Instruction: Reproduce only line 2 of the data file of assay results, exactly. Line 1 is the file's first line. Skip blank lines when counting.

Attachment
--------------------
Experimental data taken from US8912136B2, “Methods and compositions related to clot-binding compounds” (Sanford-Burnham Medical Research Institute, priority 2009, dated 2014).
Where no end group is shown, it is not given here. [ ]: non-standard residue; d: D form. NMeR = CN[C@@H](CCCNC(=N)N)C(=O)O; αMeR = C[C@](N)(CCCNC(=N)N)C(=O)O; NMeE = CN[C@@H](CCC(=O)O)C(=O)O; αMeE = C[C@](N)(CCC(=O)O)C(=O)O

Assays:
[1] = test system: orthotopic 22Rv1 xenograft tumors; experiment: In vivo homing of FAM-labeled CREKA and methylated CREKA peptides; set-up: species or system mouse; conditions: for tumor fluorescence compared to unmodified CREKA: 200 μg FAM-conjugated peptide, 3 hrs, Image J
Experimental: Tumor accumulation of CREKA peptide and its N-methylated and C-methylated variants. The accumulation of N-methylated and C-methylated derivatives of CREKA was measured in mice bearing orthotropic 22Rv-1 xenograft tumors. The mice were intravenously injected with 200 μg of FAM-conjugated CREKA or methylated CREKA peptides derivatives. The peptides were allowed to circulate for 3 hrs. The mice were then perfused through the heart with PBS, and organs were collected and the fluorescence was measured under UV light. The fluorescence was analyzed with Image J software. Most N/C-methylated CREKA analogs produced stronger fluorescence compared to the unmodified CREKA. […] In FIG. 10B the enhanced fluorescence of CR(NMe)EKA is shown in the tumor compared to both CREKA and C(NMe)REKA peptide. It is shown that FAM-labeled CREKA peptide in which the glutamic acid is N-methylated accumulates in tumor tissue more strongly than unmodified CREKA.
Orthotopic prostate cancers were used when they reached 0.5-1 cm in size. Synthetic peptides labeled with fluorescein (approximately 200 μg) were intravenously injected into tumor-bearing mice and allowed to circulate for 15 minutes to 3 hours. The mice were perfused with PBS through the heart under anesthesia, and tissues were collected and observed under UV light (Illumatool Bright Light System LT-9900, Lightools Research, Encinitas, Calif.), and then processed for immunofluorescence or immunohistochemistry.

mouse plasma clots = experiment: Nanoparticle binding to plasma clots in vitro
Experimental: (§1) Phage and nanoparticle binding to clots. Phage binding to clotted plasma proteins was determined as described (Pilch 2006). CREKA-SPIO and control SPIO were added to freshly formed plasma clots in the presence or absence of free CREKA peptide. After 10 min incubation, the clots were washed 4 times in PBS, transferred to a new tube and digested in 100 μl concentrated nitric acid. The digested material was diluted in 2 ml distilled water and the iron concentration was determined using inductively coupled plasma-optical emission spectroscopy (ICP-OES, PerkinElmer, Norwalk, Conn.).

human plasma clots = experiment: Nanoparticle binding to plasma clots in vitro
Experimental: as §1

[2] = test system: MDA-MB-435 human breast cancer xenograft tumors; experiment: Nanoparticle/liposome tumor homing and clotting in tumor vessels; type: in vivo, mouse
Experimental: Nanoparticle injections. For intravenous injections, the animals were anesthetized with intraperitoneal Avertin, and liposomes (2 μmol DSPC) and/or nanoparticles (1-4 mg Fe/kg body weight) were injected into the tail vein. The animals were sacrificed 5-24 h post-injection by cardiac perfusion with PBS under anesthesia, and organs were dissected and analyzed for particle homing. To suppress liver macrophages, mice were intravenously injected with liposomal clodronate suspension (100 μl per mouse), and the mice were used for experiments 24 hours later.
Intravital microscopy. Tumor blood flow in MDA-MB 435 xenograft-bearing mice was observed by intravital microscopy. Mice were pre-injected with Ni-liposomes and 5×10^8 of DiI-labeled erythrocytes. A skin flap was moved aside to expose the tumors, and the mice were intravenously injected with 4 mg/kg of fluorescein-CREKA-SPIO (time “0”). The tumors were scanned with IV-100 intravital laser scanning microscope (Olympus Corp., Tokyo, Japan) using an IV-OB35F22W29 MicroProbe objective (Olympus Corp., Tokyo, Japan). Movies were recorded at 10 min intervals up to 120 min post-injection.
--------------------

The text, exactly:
Where no end group is shown, it is not given here. [ ]: non-standard residue; d: D form. NMeR = CN[C@@H](CCCNC(=N)N)C(=O)O; αMeR = C[C@](N)(CCCNC(=N)N)C(=O)O; NMeE = CN[C@@H](CCC(=O)O)C(=O)O; αMeE = C[C@](N)(CCC(=O)O)C(=O)O